After 16 months in prison, former Prime Minister Ehud Olmert, 71, made his way to his home in north Tel Aviv as he left the prison cell that had been his home for the past year and a half. Olmert was released early, after a parole board last Thursday knocked off a third of his original 27-month sentence due to Olmert’s poor health and good behavior in prison. The path for Olmert’s release was cleared after prosecutors declined to appeal the decision.
Dozens of people were gathered outside Olmert’s home Sunday morning in the village of Motza outside Yerushalayim, awaiting his return, with many holding signs expressing support for him. Olmert never showed up, instead going to another home of his in Tel Aviv, but supporters told Channel Ten that “many other politicians are walking around free and are guilty of far more than he was. This country has lost a great leader.” Some members of the crowd expressed a desire to see him return to public service. It is unlikely that Olmert will be able to seek high office again, however, as individuals convicted of corruption crimes are generally banned from serving as ministers in the government.
Olmert entered prison in February 2016 after being convicted for his role in the Holyland construction project scandal. A plea for clemency was turned down by President Reuven Rivlin earlier this year.
Although now a private citizen, Olmert is still on parole, and he is required to report to police once every two weeks. He cannot leave the country without a special permit, and he will be doing public service work twice a week. According to Channel Ten, Olmert will be working at Leket Yisrael, a group that helps collect food for needy families, and Ezra Lamarpeh, which provides assistance to families with a loved one in the hospital.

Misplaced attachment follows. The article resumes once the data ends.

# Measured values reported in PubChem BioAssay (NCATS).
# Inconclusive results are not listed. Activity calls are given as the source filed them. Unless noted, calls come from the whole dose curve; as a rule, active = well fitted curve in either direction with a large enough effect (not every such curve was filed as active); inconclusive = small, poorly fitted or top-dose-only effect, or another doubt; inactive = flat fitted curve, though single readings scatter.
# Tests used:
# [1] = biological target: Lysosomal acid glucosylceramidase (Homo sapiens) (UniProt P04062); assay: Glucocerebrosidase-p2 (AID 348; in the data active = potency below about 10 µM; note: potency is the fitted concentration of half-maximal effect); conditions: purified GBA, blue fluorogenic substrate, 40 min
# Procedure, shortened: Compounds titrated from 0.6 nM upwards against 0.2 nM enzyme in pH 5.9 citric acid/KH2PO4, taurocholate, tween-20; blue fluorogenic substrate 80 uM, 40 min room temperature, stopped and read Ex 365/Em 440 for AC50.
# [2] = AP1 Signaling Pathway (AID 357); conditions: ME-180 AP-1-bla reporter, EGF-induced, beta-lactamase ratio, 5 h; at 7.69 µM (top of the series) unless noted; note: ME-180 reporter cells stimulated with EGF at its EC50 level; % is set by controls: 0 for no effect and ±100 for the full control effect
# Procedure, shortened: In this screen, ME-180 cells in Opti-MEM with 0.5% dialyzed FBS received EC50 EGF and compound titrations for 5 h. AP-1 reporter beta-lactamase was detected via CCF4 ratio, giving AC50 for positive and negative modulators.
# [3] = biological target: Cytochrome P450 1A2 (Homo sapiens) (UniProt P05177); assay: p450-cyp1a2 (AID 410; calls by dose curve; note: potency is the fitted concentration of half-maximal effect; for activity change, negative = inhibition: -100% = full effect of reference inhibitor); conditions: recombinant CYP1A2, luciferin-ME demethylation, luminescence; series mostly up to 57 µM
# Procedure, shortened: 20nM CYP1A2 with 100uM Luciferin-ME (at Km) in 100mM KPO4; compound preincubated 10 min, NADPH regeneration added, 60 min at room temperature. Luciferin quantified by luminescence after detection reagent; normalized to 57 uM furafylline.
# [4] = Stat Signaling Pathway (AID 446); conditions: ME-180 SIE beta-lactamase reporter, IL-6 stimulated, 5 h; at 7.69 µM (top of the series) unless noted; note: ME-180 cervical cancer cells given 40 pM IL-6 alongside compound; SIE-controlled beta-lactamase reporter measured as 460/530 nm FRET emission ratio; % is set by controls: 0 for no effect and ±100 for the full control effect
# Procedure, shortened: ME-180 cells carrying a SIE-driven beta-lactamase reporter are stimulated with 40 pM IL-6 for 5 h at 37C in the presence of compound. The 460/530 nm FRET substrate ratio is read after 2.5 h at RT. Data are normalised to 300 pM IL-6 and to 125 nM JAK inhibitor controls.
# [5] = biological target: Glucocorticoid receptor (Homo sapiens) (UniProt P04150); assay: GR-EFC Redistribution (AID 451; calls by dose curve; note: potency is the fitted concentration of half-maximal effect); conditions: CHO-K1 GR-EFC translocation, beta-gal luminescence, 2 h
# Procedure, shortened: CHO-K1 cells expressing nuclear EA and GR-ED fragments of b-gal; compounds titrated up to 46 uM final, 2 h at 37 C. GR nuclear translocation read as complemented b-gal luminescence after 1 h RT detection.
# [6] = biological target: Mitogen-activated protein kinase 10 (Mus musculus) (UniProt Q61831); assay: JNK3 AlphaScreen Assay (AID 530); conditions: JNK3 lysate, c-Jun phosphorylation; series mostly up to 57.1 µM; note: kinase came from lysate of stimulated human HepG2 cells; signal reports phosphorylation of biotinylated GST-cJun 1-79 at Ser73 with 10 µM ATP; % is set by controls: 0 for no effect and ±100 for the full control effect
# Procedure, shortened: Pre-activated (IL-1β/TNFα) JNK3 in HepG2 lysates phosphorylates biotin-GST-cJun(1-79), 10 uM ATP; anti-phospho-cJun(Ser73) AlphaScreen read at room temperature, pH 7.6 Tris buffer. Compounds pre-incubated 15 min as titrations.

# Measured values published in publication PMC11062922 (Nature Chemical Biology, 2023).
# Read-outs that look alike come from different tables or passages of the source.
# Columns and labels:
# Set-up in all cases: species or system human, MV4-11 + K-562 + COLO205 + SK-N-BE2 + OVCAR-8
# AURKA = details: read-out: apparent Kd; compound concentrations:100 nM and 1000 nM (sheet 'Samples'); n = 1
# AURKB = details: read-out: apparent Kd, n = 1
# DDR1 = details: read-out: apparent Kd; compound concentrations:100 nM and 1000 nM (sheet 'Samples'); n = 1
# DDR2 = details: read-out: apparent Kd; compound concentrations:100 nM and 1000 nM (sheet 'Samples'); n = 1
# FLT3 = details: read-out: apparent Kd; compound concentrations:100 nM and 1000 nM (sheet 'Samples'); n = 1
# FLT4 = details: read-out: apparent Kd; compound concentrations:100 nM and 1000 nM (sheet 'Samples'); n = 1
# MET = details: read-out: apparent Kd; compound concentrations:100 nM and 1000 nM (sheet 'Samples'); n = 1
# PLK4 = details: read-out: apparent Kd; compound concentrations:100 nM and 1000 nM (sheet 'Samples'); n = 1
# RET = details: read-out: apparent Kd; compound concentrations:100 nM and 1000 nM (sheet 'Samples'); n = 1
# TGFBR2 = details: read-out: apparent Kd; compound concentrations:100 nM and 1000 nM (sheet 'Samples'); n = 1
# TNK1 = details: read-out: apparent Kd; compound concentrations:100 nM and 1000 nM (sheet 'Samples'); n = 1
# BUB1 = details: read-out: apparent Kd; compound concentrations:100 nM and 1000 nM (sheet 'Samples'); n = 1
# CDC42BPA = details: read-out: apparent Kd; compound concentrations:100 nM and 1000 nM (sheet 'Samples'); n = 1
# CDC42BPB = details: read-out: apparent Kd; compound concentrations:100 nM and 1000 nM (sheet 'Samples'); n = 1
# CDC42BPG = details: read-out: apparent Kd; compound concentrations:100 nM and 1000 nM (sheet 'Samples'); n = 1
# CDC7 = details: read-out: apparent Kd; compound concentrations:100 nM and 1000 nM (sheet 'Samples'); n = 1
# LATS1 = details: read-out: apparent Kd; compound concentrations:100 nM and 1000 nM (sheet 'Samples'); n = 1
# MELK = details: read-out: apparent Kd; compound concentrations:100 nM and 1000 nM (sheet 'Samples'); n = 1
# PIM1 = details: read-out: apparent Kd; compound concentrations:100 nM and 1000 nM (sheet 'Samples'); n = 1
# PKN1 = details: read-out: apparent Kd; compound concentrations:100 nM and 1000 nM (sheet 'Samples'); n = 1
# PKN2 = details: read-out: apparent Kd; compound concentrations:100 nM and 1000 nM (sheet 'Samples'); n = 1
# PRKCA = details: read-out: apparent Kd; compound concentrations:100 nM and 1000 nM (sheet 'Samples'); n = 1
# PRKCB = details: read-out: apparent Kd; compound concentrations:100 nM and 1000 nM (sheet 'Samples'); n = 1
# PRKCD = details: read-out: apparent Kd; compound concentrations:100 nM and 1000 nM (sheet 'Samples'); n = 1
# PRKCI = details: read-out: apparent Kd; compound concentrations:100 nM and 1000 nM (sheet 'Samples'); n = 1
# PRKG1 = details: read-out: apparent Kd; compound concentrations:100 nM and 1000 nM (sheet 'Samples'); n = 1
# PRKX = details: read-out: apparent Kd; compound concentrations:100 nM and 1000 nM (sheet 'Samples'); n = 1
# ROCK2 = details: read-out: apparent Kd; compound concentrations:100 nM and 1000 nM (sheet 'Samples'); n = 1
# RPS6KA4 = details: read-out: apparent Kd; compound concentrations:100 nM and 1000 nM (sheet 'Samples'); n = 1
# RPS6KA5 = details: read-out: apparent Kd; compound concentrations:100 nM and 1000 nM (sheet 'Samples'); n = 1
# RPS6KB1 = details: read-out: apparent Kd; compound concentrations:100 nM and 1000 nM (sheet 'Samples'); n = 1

In recent days, there has been a wellspring of support for the release of Olmert, based on what appears to be his poor health. Numerous government officials, including Education Minister Naftali Bennett, said that Olmert should be released, both for his own good and the good of the country. “It’s time to release Olmert, and I say this despite my political differences with him,” said Bennett. “There is no debate about the contribution he made to Israel’s security as prime minister.” A widely circulated photo leaked from the prison several weeks ago purports to show an anemic Olmert who, from the photo’s appearance, has seriously deteriorated during his time in prison.
An echocardiogram conducted on Olmert, who was hospitalized at Sheba Medical Center in Tel Hashomer last month, showed that he did not suffer a heart attack, but that without proper treatment he remains at risk for one.
Justice Minister Ayelet Shaked welcomed Olmert’s release, telling Army Radio he deserved to have his sentence reduced and that “all in all his behavior in prison was very good.”